Another brutal game of Santiago De Cuba under my belt, and a feeling I must write again of the woe brought by letting your pesos run out.
Pesos are used in a couple of different ways. In fact, exactly 2.
1) Paying your driver advances the car one space for every peso. When you move the car, you get one free space and every space after is peso time.
2) Paying the pickpocket (poor, misguided El Zorro…he robs his victims, then gives the spoils to someone else?) is a fairly painless way to avoid having to give up something more valuable, like a good or a victory point.
Since the gamers on Yucata.de are often clever gentlemen, the more debased and unholy a strategy the more likely it will be picked up and used at every opportunity.
In a 2-player game of Santiago de Cuba, it boils down to this: if you allow your opponent to get any significant peso advantage, you are a dead man. Tthe world suddenly becomes a cold and inhospitable place.
I have dished this out and I have taken it. No matter how many trips your driver might take you around town, if you are peso-poor you always seem to be visiting the same place.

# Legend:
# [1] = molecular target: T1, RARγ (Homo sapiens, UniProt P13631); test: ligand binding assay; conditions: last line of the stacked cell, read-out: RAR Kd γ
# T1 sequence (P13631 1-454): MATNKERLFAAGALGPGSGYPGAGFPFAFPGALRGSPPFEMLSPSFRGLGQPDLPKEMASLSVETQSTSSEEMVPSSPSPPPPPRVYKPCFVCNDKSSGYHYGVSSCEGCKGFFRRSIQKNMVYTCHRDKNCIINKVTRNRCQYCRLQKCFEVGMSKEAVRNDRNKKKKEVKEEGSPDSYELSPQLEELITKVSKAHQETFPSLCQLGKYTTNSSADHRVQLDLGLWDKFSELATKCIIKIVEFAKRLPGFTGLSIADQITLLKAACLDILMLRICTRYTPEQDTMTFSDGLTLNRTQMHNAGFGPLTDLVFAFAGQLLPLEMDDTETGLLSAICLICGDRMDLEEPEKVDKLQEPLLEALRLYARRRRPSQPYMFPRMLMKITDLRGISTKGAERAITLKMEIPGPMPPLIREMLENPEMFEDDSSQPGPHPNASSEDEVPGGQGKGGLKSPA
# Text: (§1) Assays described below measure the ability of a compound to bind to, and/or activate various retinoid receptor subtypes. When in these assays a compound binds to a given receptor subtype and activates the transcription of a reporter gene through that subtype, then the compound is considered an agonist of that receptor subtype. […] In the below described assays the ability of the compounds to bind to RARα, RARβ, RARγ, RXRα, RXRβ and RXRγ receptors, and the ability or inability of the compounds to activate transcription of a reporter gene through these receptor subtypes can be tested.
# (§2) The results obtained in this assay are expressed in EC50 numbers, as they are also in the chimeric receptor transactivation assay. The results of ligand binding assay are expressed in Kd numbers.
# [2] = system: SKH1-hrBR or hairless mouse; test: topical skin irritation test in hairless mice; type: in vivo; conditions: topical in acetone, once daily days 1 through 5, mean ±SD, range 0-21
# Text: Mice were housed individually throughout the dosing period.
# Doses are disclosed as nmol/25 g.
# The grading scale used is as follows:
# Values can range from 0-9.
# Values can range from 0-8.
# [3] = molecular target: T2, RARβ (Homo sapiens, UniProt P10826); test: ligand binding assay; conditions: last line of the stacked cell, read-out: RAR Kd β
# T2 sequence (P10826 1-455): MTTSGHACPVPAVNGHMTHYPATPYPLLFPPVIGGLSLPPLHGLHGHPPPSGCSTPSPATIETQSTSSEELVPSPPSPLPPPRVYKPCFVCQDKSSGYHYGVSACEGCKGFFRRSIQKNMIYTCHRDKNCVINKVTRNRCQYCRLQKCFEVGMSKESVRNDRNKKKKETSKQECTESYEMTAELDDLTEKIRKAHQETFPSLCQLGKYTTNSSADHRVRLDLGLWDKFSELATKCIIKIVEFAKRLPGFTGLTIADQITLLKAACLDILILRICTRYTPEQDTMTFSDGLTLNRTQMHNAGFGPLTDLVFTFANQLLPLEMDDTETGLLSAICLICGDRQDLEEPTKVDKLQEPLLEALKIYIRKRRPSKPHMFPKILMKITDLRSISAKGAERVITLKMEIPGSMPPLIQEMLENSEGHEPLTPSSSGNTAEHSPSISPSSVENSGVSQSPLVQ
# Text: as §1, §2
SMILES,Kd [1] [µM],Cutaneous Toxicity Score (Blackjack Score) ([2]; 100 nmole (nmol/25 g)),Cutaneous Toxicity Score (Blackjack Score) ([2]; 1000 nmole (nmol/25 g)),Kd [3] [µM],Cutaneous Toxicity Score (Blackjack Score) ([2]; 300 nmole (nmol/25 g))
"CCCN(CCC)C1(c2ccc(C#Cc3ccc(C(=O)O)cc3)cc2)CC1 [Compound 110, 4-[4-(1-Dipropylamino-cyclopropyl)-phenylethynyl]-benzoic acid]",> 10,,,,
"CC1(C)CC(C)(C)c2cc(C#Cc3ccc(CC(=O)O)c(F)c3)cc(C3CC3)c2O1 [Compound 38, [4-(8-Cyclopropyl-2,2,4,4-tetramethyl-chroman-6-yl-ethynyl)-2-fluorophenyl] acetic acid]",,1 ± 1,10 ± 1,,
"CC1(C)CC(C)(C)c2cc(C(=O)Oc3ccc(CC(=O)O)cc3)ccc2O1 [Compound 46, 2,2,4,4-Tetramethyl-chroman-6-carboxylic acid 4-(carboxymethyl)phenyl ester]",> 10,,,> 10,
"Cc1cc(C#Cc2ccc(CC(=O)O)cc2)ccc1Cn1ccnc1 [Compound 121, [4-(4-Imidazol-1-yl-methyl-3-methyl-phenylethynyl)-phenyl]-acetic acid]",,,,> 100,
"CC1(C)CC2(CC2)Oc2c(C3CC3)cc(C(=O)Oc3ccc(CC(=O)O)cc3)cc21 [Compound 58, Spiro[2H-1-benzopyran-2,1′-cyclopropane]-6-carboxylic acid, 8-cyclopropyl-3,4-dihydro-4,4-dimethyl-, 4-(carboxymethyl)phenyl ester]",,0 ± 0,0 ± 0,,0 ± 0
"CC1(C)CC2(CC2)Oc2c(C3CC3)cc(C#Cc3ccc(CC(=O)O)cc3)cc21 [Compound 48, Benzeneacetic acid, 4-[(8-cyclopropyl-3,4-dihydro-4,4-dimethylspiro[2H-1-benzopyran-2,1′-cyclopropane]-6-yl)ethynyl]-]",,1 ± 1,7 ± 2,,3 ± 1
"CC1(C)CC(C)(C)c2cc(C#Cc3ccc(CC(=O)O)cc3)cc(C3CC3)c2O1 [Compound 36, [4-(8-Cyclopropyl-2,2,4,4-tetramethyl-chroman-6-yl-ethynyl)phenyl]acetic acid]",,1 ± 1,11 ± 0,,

The worst location to be in Santiago: an empty vendor stall.
Empty vendor stalls don't have goods to give you. And you can't even move your pawn to a building to gain any additional benefit. You just sit in the car and wait for your next turn.
The strategy is super effective! And so prevalent. Every game I now play, the first place I "own" with dirty Alonso the Lawyer is the damnable newspaper publisher and his vendor-stall closing abilities.
In my last game, this didn't stop my opponent from winning. But it did force him to use a higher level of strategy which was at least entertaining for me (and probably even more for him). We both won. Although he won more with an actual win. But instead of staring at a closed set of double doors, I got to see a car expertly driven around town raking in an insane quantity of fruit before cashing it in for twice the victory points I was expecting.
Completely broken, I think not. But a communal driver in Cuba's second largest city must be ready for all the sneaky methods of getting ahead his comrades might employ.